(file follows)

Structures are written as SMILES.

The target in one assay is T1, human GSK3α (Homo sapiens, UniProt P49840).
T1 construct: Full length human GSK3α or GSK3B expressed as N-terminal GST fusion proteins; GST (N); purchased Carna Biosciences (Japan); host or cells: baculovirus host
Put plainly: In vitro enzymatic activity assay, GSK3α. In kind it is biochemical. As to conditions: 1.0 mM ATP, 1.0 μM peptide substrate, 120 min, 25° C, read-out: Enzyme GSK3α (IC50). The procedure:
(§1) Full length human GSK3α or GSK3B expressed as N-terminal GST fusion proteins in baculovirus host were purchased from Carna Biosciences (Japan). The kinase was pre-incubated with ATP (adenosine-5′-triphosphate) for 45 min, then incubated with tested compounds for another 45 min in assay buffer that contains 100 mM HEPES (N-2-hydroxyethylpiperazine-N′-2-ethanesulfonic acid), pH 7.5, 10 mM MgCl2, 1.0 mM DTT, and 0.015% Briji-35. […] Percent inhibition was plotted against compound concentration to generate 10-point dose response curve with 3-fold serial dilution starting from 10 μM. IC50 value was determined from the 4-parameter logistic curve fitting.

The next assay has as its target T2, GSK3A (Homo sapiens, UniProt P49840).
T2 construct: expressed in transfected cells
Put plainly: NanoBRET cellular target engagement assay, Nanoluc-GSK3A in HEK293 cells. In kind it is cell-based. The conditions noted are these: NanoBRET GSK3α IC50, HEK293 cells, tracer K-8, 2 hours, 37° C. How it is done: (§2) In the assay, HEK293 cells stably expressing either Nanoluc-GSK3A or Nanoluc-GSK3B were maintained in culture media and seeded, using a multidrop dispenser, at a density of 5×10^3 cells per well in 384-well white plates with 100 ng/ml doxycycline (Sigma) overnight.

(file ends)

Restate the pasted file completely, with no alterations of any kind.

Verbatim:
Structures are written as SMILES.

The target in one assay is T1, human GSK3α (Homo sapiens, UniProt P49840).
T1 construct: Full length human GSK3α or GSK3B expressed as N-terminal GST fusion proteins; GST (N); purchased Carna Biosciences (Japan); host or cells: baculovirus host
Put plainly: In vitro enzymatic activity assay, GSK3α. In kind it is biochemical. As to conditions: 1.0 mM ATP, 1.0 μM peptide substrate, 120 min, 25° C, read-out: Enzyme GSK3α (IC50). The procedure:
(§1) Full length human GSK3α or GSK3B expressed as N-terminal GST fusion proteins in baculovirus host were purchased from Carna Biosciences (Japan). The kinase was pre-incubated with ATP (adenosine-5′-triphosphate) for 45 min, then incubated with tested compounds for another 45 min in assay buffer that contains 100 mM HEPES (N-2-hydroxyethylpiperazine-N′-2-ethanesulfonic acid), pH 7.5, 10 mM MgCl2, 1.0 mM DTT, and 0.015% Briji-35. […] Percent inhibition was plotted against compound concentration to generate 10-point dose response curve with 3-fold serial dilution starting from 10 μM. IC50 value was determined from the 4-parameter logistic curve fitting.

The next assay has as its target T2, GSK3A (Homo sapiens, UniProt P49840).
T2 construct: expressed in transfected cells
Put plainly: NanoBRET cellular target engagement assay, Nanoluc-GSK3A in HEK293 cells. In kind it is cell-based. The conditions noted are these: NanoBRET GSK3α IC50, HEK293 cells, tracer K-8, 2 hours, 37° C. How it is done: (§2) In the assay, HEK293 cells stably expressing either Nanoluc-GSK3A or Nanoluc-GSK3B were maintained in culture media and seeded, using a multidrop dispenser, at a density of 5×10^3 cells per well in 384-well white plates with 100 ng/ml doxycycline (Sigma) overnight.